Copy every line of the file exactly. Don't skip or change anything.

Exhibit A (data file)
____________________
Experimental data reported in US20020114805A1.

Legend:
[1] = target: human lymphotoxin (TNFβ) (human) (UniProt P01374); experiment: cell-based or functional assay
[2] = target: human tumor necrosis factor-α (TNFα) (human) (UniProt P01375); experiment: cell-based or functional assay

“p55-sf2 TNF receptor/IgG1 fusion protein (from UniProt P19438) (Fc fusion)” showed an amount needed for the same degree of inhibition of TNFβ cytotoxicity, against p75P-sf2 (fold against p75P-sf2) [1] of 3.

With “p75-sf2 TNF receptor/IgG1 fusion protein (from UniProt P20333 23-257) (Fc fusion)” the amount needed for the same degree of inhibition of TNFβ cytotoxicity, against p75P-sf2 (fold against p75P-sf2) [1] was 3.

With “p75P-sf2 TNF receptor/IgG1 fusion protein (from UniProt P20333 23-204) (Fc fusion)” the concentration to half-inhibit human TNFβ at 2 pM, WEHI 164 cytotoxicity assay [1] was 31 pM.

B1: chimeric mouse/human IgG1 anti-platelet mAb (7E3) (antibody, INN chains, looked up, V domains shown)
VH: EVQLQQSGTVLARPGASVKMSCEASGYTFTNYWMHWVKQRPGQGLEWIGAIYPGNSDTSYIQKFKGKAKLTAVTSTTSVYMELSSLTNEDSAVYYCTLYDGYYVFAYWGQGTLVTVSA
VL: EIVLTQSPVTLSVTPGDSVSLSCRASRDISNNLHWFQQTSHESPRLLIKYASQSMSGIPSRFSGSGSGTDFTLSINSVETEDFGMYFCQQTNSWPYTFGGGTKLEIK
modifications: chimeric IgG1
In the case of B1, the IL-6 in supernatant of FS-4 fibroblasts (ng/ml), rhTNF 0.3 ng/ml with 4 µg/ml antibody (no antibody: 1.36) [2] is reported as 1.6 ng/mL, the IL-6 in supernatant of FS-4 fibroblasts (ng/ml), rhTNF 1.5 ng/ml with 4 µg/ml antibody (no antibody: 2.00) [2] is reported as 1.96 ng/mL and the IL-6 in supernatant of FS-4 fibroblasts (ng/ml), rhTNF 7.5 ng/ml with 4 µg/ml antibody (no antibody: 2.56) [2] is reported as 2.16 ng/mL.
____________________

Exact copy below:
Experimental data reported in US20020114805A1.

Legend:
[1] = target: human lymphotoxin (TNFβ) (human) (UniProt P01374); experiment: cell-based or functional assay
[2] = target: human tumor necrosis factor-α (TNFα) (human) (UniProt P01375); experiment: cell-based or functional assay

“p55-sf2 TNF receptor/IgG1 fusion protein (from UniProt P19438) (Fc fusion)” showed an amount needed for the same degree of inhibition of TNFβ cytotoxicity, against p75P-sf2 (fold against p75P-sf2) [1] of 3.

With “p75-sf2 TNF receptor/IgG1 fusion protein (from UniProt P20333 23-257) (Fc fusion)” the amount needed for the same degree of inhibition of TNFβ cytotoxicity, against p75P-sf2 (fold against p75P-sf2) [1] was 3.

With “p75P-sf2 TNF receptor/IgG1 fusion protein (from UniProt P20333 23-204) (Fc fusion)” the concentration to half-inhibit human TNFβ at 2 pM, WEHI 164 cytotoxicity assay [1] was 31 pM.

B1: chimeric mouse/human IgG1 anti-platelet mAb (7E3) (antibody, INN chains, looked up, V domains shown)
VH: EVQLQQSGTVLARPGASVKMSCEASGYTFTNYWMHWVKQRPGQGLEWIGAIYPGNSDTSYIQKFKGKAKLTAVTSTTSVYMELSSLTNEDSAVYYCTLYDGYYVFAYWGQGTLVTVSA
VL: EIVLTQSPVTLSVTPGDSVSLSCRASRDISNNLHWFQQTSHESPRLLIKYASQSMSGIPSRFSGSGSGTDFTLSINSVETEDFGMYFCQQTNSWPYTFGGGTKLEIK
modifications: chimeric IgG1
In the case of B1, the IL-6 in supernatant of FS-4 fibroblasts (ng/ml), rhTNF 0.3 ng/ml with 4 µg/ml antibody (no antibody: 1.36) [2] is reported as 1.6 ng/mL, the IL-6 in supernatant of FS-4 fibroblasts (ng/ml), rhTNF 1.5 ng/ml with 4 µg/ml antibody (no antibody: 2.00) [2] is reported as 1.96 ng/mL and the IL-6 in supernatant of FS-4 fibroblasts (ng/ml), rhTNF 7.5 ng/ml with 4 µg/ml antibody (no antibody: 2.56) [2] is reported as 2.16 ng/mL.